Seven minutes later on July 30, Miller texted, “I need shit to happen asap.”
“You and me both. I can’t push them or they won’t respond. Be cool.” Harris replied.
Miller: “It just needs to happen soon. I am way too stressed out about money.”
Harris: “I am, too.”
Miller: “Hopefully today is the day. Sorry I was a bit forceful last night. Vodka was speaking.”
Finally, the deal was made, but not the way Miller thought it was.
On August 4, last Friday, Miller met two undercover agents in a private room at Talking Stick. He explained how they could access the system with a shadow login and demonstrated “how to find aircraft and other vehicles,” the government complaint said.
The agents arrested Miller on the spot. The whole thing was caught on video, Garbett testified Wednesday.
In an interview after Miller's arrest, Garbett wrote, the suspect claimed that his intention in meeting with individuals whom he thought represented the Mexican cartel was to gather and share information with law enforcement. Miller stated that he had researched how to become a DEA informant and was planning to talk to a DEA agent friend of Miller’s brother,” the FBI said in court documents.
The FBI then searched Miller’s apartment on North Fourth Avenue in Phoenix.
Agents said they seized “multiple computers and hard drives,” including one which Miller identified as containing information from Honeywell. He told the FBI he took the information inadvertently when he tried to back up personal files from his work computer after he was fired.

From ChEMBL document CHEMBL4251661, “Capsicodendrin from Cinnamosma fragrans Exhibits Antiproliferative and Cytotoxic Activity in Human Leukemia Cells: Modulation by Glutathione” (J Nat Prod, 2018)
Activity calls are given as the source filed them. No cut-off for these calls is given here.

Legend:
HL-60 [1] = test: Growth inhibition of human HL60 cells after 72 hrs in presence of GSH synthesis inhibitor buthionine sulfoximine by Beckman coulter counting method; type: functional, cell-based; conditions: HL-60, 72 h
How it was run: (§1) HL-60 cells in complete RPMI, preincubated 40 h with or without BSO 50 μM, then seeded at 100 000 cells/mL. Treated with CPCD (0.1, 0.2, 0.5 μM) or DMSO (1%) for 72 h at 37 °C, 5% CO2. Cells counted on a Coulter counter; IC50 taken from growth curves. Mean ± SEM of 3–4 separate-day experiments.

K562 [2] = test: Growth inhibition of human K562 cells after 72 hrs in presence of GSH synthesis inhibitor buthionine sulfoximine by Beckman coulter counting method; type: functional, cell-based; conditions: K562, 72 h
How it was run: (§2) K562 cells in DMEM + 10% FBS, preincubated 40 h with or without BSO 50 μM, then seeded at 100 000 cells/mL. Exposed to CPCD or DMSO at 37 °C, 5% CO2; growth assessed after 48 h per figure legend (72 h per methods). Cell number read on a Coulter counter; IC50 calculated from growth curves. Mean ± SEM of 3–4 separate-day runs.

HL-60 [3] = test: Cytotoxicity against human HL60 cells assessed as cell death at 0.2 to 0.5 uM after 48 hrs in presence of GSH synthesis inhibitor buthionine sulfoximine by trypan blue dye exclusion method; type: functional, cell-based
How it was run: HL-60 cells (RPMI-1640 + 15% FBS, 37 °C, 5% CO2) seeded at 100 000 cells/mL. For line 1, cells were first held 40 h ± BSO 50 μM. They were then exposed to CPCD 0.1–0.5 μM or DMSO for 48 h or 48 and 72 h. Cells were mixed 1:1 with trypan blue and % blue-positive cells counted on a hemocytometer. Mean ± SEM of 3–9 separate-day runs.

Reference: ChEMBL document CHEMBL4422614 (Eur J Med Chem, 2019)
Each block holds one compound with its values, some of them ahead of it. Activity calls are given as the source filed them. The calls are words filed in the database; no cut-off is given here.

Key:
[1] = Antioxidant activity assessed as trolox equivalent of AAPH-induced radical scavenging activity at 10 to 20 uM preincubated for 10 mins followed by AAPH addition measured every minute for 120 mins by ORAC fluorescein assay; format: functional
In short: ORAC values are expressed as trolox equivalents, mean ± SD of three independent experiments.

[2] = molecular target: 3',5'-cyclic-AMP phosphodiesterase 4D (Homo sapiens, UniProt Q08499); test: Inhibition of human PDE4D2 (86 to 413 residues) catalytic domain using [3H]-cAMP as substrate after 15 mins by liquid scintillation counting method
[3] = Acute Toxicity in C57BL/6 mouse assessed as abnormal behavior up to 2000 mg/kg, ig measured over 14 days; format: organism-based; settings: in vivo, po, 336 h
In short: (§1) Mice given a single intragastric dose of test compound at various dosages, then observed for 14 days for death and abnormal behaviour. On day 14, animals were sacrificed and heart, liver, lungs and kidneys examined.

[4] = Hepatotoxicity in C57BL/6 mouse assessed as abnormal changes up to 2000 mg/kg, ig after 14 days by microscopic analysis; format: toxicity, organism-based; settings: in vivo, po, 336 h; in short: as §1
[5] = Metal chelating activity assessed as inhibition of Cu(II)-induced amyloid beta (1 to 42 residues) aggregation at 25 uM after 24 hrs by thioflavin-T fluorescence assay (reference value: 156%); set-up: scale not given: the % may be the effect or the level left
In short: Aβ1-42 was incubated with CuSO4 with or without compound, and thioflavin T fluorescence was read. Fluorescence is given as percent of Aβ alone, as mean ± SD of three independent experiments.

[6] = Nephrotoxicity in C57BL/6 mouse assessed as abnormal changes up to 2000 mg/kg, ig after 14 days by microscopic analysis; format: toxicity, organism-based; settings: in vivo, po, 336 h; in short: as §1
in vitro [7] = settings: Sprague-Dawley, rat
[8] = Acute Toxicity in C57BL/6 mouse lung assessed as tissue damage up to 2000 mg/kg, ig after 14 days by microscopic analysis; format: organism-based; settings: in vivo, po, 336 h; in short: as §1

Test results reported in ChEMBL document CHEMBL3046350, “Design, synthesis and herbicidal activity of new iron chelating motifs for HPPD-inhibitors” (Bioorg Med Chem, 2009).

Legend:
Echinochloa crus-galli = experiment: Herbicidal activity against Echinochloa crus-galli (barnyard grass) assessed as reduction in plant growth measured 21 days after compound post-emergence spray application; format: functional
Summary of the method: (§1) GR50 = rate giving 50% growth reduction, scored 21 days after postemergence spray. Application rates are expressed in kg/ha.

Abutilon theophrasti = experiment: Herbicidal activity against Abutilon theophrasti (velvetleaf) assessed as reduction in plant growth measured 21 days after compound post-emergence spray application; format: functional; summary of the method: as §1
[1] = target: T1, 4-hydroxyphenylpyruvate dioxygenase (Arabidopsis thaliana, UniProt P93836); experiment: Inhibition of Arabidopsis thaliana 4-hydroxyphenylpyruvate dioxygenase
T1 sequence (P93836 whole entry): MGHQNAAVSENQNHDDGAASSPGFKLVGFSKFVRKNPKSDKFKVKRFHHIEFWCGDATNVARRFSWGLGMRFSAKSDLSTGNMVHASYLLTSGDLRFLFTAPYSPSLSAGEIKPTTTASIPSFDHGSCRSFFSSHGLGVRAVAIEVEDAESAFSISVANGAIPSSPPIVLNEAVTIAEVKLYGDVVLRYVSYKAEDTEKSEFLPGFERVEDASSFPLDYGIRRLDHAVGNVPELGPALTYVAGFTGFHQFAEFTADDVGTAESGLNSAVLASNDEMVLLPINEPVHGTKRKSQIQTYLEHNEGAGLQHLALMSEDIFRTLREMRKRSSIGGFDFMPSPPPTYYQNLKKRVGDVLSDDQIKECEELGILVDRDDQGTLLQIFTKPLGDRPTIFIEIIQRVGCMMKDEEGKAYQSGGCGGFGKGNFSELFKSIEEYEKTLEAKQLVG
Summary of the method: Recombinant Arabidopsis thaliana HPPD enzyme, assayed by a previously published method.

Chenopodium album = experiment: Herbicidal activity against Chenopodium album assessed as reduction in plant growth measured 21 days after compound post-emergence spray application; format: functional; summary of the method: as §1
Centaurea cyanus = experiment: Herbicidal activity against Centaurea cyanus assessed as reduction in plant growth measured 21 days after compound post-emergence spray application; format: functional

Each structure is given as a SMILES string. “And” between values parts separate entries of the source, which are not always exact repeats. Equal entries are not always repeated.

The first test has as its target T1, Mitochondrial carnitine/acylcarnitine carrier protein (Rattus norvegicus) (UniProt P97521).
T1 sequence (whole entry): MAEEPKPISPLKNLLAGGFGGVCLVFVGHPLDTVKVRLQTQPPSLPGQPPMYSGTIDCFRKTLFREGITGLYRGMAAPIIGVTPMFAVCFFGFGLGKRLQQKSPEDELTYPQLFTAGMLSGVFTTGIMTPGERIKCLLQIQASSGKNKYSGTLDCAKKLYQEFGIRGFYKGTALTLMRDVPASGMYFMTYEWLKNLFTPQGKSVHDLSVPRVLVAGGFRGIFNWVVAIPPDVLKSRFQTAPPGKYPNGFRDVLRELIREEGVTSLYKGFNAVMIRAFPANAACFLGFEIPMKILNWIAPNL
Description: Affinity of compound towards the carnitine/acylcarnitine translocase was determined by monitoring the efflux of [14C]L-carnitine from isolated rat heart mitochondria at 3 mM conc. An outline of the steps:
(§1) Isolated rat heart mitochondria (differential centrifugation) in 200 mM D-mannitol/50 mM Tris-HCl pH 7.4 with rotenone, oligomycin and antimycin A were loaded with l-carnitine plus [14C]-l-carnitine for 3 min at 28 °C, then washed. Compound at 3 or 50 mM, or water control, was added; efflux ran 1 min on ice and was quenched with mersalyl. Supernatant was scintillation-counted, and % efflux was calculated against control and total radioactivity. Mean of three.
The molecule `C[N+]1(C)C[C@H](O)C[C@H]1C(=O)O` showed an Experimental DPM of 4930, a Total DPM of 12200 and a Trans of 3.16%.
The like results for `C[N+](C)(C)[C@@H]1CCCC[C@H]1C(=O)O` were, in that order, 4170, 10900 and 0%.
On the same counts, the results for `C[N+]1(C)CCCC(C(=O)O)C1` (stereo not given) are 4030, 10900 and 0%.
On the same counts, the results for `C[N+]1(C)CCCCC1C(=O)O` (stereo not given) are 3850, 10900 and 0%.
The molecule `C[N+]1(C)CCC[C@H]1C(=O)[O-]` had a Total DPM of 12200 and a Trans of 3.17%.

In court Wednesday, it remained unclear if Miller still lives at the apartment. Government attorneys suggested he was being evicted shortly before his arrest. The results of the search warrant remain sealed in court.
Meanwhile, not much was said about Harris in court or in filed records.
Agent Garbett referred to Harris as a co-conspirator on the stand. Was he a confidential informant? On the government payroll? How did he and Miller know each other, and did Miller ever know his true identity?
“There are a whole lot of questions,” Miller’s attorney, Loyd Tate, said. “It’s really important that we let the facts come out about this case. To just accept an FBI agent’s affidavit at face value. … We don’t know the reliability of that whatsoever.
“Is it an interesting story? Of course it is,” Tate said. “But let Mr. Miller have his day in court before he gets tarred and feathered.”
In his one appearance so far, Miller sat attentively with close cropped sandy gray hair and beard, wearing prison orange. He chatted with Tate, even allowing a faint grin at times.
On Friday, Miller finds out whether the judge will act on her stated inclination to release him, despite federal prosecutor Jim Knapp’s courtroom stance that Miller’s crimes are serious and the case against him “overwhelming.”